Sex, drugs, and rock 'n' roll—all the things that Beyoncé has managed to avoid in her five years as a megastar. Instead, God, hard work, and R&B continue to dominate the singer's life as she prepares to re-esteblish herself as the new queen of hip-hop-soul.
This feature originally appeared in Complex's April/May 2003 issue.
In the time it took you to read this sentence, Beyoncé Gisselle Knowles just sold more albums than Bob Dylan sold all year. OK, maybe that’s a gross exaggeration (depending on how slowly you read), but in her 21 years on this earth, the frontwoman of Destiny’s Child has sold more than 28 million records worldwide. That number’s set to skyrocket: as of this writing, Beyoncé is in Miami finishing her solo debut, tentatively titled Dangerously In Love. Some say the album will not only further establish her as the first lady of Destiny’s Child, it will also reposition her as the new queen of hip-hop-soul.
Of course, when we sat down with the bootylicious singer to discuss her recent career moves, what we really wanted to know was: Is she or isn’t she? Since the release of her duet with Jay-Z, “’03 Bonnie And Clyde,” the rumor mill has her hooked up with the rapper, with some wagging tongues saying the two are engaged. But, if there’s one thing she’s learned from five years in the spotlight, it’s how to play the media game—so you’ll have to draw your own conclusions.
Still, there was plenty to talk about. Beyoncé’s solo album draws from a pool of inspirations and talent that reflects her change in direction. The Neptunes, Missy Elliott, and newcomers Marc Batson, Fanatic, and Scott Scorch all helped Beyoncé express herself in ways that she never could with Destiny’s Child.
But while the record’s certain to confirm her status as a 21st-century Diana Ross, there’s one small problem: For better or worse, she’s too modest, sweet, and conscientious to come off like a diva. From her earliest days, in fact, the sexy singer displayed a superhuman propensity for work. When her father (and later manager) Matthew Knowles assembled the first incarnation of Destiny’s Child, Beyoncé, at age seven, eagerly practiced singing, dancing, aerobics, and even how to smile and twirl a mic. Later, her father presided over marathon rehearsal sessions with original members LeToya Luckett, LaTavia Roberson, and Kelly Rowland in the backyard of the Knowles home in suburban Houston. But when Luckett and Roberson filed a lawsuit claiming that Matthew Knowles showed undue favoritism to his daughter, the group’s line-up changed. When the replacements were themselves replaced, the revolving-door membership of Destiny’s Child became fodder for late-night-TV jokes.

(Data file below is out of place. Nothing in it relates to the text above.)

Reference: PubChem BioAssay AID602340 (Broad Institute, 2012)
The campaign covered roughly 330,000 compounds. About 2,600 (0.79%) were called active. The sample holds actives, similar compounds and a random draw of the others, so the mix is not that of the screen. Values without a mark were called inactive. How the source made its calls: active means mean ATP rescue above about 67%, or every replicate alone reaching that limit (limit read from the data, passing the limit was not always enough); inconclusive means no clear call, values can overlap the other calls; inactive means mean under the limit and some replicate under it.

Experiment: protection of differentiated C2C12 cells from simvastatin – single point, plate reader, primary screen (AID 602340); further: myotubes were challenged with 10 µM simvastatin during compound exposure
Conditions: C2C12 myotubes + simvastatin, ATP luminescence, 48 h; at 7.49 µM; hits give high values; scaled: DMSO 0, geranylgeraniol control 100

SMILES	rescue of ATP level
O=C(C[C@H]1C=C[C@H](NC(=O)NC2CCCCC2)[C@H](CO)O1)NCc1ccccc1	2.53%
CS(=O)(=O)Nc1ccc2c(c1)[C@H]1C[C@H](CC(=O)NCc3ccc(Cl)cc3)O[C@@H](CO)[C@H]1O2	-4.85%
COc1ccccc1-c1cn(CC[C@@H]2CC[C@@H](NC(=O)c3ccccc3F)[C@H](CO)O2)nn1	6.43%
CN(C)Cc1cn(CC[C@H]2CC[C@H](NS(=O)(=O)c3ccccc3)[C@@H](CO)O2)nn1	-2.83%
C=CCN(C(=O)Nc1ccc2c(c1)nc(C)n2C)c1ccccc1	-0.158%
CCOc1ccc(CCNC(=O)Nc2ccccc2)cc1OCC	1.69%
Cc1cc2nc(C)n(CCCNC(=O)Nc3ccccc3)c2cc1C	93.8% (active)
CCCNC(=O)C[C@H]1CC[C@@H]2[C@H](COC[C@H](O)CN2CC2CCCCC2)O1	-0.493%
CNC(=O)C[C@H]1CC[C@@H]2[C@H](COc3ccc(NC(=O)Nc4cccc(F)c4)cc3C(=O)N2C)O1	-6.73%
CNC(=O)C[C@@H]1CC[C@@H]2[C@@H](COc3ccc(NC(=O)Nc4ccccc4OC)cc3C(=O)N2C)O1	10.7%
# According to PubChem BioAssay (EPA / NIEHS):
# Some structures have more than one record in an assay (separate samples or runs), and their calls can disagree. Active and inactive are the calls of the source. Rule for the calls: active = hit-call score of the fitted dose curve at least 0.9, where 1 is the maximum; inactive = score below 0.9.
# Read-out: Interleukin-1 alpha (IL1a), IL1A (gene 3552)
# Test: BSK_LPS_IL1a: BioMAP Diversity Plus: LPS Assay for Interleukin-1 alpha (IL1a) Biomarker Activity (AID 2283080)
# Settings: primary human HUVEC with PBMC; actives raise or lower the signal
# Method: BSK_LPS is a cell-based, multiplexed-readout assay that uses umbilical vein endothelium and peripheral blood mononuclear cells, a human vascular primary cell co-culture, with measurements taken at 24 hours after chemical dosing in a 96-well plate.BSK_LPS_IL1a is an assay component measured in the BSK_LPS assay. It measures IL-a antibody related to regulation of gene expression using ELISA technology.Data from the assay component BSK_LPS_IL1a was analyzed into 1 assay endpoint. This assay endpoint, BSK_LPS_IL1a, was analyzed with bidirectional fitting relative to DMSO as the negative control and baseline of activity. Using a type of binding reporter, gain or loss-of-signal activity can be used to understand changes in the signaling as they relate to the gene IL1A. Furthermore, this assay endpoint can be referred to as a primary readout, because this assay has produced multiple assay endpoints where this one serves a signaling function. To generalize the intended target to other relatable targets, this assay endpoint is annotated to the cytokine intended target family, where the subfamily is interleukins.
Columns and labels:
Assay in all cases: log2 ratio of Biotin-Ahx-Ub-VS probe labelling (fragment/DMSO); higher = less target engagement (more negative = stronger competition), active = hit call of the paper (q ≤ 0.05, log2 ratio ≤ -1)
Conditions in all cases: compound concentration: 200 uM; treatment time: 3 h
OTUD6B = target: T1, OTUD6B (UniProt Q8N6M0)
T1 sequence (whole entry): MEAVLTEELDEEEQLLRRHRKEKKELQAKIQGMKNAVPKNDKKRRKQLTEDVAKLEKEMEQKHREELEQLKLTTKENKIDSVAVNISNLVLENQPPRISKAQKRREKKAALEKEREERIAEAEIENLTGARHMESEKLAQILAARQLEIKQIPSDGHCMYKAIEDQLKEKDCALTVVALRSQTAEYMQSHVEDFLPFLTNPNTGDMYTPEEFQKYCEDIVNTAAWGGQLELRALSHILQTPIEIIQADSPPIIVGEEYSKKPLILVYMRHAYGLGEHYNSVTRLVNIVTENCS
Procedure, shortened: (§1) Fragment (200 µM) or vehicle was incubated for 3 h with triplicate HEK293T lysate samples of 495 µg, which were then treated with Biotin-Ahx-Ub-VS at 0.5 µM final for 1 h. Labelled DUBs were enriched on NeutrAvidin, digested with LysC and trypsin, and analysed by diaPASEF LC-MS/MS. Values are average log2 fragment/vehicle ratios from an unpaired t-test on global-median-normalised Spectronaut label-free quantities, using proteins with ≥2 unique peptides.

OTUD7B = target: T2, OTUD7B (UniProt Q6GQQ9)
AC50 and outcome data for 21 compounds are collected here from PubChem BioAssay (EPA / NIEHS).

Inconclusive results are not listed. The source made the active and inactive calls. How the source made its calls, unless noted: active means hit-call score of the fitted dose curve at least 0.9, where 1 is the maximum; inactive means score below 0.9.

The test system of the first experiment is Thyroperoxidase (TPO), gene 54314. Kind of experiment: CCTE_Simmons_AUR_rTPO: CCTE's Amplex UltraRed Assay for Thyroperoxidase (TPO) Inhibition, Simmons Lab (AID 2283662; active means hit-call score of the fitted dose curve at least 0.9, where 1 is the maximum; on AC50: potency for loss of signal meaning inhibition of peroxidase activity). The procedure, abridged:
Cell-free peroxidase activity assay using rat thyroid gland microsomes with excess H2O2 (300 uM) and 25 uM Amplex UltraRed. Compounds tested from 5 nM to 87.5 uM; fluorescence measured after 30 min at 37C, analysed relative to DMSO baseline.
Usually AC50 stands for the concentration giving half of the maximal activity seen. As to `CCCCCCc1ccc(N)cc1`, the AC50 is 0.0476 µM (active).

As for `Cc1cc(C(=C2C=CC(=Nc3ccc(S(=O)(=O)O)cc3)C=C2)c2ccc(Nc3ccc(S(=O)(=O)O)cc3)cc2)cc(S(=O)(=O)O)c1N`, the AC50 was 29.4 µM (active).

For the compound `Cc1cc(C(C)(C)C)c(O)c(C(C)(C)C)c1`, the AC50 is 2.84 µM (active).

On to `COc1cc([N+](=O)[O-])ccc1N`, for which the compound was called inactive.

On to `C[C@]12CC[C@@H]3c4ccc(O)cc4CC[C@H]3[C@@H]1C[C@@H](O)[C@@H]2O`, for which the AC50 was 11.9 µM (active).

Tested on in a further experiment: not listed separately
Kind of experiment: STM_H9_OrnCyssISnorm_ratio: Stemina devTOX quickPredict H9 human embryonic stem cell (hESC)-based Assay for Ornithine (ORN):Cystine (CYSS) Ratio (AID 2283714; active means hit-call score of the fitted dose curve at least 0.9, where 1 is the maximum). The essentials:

What wasn’t a joke was the fact that, no matter how talented her bandmates were, Beyoncé was unquestionably the star. Her smile was a few megawatts brighter, her presence somehow more present. The way she gyrated her generous hips was too irresistible, and her chaste brown eyes too alluring for us to believe that she was really that innocent.
Her ability to flirt with the camera landed her a starring role in the MTV hip-hopera Carmen, cementing the growing suspicion that Beyoncé’s destiny was inexorably larger than her childhood homies’—no matter how dear they are to her.
When Mike Myers selected her over Hollywood’s most popular African-American actresses to star opposite him in Austin Powers In Goldmember, the deal was sealed. She was no longer Beyoncé Knowles from Destiny’s Child. She was now simply Beyoncé.
I'm never satisfied. I think hunger is very important to stay successful.
I’m never satisfied. I always want to grow and get better. There’s a new something—a new movie I want to do, or a new goal that I set for myself. As soon as we achieve something, there’s already a new goal set. I think hunger is very important to stay successful.
But what are you hungry for now? How has it shifted?
Basically, I want my solo record to be successful but I don’t expect it to do as well as Destiny’s Child. I just want people to acknowledge me [as a vocalist] and for the songwriting, and I just want to make some good music.
Your solo album is tentatively called Dangerously In Love. What’s dangerous about love, in your experience?
Love is dangerous because, for one, when you’re in love with someone, they have so much control over your feelings. It can be great or it can be really bad. But you have to let go to fall in love, and that’s a little dangerous sometimes.
You’ve said you’re trying to find a new sound for your solo album. How will it be different from the Destiny’s Child sound?
I’m an adult now and the topics of the songs are a little more adult. My lyrics have matured, and I’ve matured, and I want you to hear that in the songs. Lyrically, I’ve grown, and as far as music, I have a lot of chord changes, instruments, and production that’s different. I’ve been listening to a lot of different music and you can hear that on my album.